At this point, Deborah is likely to respond with an explanation of her actions, such as: “You were away for the weekend; you said you could not be reached; and I had to make the call. I figured because you did not give me your phone number, you did not want me to bother you. If you want to make decisions, I have to be able to get in touch with you.”

Now Deborah is the one asserting herself, making it clear that she, too, has needs. The negotiation should proceed, back and forth, until both Sam’s and Deborah’s needs are met. If Sam is not willing to give up his privacy by leaving a phone number, maybe he will agree to call Deborah for a daily update the next time he goes away. Or, he may decide to give Deborah more leeway, arranging for her to authorize overtime up to a certain number of hours without his approval.

Some useful contracting phrases are: “I think the whole team/family needs to be involved in budget decisions. What do you think?,” or “Having you here four 10-hour days does not work for me, but having you come in at 10 a.m. and stay until 6 p.m. would. Does that work for you?,” or “One thing we can do to move the project ahead is …” or “What would you prefer that I do differently in the future regarding the way I conduct my performance reviews?”

Managing conflict effectively is a learned behaviour. Conflict-resolution skills are not part of any high school, college, or business school curriculum. Yet, the potential for discord exists whenever we interact with others. As Pat Parenty, senior vice president and general manager of Redken, U.S.A., points out, “Expecting people to resolve their differences without giving them conflictmanagement skills is like giving a computer to someone who has never seen one before and saying, ‘Have fun using this.'” Do not count on having a good time.

 

 

Proquest. Newsweek. Aug 6, 2007. pg. 43. A Math Makeover; OMG! Actress and mathematician Danica McKellar wants girls to know that being good at numbers is cool.; [U.S. Edition Edition] Retrieved  at 12:49 pm from http://proquest.umi.com.centhsally.centenarycollege.edu:2048/pqdweb?index=0&did=1312311471&SrchMode=1&sid=1&Fmt=3&VInst=PROD&VType=PQD&RQT=309&VName=PQD&TS=1185899880&clientId=10301

 

Reference:

Guttman, Howard M., The Art of Managing Conflict. USA Today Magazine, 01617389, Jan2004, Vol. 132, Issue 2704. Retrieved at 7:45 am on August 20, 2007 from:http://web.ebscohost.com.centhsally.centenarycollege.edu:2048/pov/detail?vid=5&hid=112&sid=b02acd8a-f7d1-4c0e-afbb-686e5d4ef027%40sessionmgr109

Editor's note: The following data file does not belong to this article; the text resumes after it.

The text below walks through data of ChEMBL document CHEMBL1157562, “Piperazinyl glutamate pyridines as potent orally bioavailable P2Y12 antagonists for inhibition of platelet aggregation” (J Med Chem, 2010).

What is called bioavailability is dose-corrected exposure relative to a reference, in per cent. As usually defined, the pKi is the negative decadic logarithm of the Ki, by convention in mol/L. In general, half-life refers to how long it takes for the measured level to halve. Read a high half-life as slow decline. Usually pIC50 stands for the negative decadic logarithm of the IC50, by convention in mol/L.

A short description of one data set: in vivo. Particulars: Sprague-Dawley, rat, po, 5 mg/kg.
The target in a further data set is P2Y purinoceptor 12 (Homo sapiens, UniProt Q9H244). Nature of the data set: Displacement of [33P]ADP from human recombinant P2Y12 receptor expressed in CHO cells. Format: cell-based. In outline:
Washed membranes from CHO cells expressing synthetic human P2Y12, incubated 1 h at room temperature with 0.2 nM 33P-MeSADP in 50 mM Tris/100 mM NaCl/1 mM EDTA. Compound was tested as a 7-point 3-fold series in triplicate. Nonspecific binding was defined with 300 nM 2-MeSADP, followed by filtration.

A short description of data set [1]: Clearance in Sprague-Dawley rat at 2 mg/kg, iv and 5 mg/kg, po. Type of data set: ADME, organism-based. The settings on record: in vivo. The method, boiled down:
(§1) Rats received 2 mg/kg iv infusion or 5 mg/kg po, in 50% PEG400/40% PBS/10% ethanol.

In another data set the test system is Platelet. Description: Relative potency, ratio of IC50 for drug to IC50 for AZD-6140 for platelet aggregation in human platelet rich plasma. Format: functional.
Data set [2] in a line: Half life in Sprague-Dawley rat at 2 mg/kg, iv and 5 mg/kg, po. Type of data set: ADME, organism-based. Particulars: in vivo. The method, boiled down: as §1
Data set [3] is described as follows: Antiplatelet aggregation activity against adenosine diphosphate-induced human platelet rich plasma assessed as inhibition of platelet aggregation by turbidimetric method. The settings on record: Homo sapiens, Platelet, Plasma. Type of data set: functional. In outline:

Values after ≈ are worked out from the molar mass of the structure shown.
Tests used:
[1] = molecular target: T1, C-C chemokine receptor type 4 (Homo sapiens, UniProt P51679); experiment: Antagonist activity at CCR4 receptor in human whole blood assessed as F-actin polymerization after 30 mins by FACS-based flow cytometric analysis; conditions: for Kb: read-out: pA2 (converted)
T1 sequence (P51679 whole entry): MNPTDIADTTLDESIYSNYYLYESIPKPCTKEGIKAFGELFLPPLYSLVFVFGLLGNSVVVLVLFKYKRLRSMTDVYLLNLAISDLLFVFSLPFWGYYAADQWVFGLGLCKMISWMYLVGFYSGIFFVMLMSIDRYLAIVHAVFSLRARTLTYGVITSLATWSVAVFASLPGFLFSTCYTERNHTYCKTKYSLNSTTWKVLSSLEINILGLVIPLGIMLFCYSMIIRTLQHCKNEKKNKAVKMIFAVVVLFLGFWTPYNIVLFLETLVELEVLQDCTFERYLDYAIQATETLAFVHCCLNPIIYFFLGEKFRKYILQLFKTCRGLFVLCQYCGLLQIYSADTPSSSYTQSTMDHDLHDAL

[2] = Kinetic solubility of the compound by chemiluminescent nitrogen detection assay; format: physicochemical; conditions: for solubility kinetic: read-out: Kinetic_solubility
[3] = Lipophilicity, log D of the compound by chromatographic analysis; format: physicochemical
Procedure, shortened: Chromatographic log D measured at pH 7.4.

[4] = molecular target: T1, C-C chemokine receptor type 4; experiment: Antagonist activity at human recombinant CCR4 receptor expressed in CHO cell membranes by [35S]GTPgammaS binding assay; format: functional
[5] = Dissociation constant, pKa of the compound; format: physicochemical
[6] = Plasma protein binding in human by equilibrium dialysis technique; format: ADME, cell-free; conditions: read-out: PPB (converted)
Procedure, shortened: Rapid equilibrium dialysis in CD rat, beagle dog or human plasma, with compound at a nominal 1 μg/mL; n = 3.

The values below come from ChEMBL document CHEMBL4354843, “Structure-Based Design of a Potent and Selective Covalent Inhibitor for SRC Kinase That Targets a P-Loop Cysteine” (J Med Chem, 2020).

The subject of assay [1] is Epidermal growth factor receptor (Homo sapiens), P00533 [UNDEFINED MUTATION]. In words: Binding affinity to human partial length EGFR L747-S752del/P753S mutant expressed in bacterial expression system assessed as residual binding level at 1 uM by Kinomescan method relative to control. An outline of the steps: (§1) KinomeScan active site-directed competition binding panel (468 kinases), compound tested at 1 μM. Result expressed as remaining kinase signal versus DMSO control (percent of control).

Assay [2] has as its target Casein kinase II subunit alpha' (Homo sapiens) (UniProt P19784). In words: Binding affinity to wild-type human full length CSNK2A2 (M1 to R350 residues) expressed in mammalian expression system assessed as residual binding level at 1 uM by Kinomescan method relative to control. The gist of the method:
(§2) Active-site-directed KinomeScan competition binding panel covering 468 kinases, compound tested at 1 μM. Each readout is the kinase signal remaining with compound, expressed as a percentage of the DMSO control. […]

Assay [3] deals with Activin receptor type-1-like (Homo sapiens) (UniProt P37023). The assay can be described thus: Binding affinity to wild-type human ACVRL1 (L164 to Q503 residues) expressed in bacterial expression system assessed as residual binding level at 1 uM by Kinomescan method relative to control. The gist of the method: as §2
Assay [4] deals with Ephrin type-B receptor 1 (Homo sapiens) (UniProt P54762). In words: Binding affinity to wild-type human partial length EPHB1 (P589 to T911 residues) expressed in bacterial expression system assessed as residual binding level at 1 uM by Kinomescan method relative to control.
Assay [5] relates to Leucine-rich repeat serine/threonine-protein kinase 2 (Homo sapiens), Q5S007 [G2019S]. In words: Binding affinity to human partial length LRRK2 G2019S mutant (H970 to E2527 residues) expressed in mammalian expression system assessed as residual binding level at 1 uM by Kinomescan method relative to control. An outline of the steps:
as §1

Just Do It!

January 10, 2014

That’s what Nike says….I agree!

Here are highlights from this past year (2013). When I decided to do this review exercise, I was surprised as to how eventful the year was…well, I’ll let you be the judge of how busy I was…

Dragon-boat racing. We had several Dragon-boat races, which is a team sport involving 22 paddlers. I’ve been doing this sport for several years now and this was the best year ever! We love the sport for what it is, but medals definitely add to the enjoyment! So do bright blue skies, sunlight and looking over part of Lake Ontario when we do our practices. O’ what fun it is (and was)!

Yoga at Trish Stratus. I don’t mind giving them a plug because their staff, environment and facilities are incredible! I did three months of yoga during the summer and worked on areas of my body that I never even knew existed. LOL. It has strengthened me and given me a new and deeper appreciation of this form of staying healthy and strong!

Rock climbing at h20rappelling (h2orappelling.com). Well, I must admit, I’m a bit of a peanut butter junkie. So my original search on the internet was for sales of peanut butter that I could buy cheap. That led to a wonderful journey into the world of Groupon Coupons (the same way I discovered Yoga at Trish Stratus and Photoartstudio.com…ah, but we’re getting ahead of ourselves here)…. Needless to say I’ve never Rock climbed before and was a novice who quickly managed to learn how to belay and how to work in tandem with a partner who hoisted you up a sheer face of rock. At the end of the day you’ve met new like-minded people who you’ve had lunch with and shared a beautiful day and memories. Another great experience!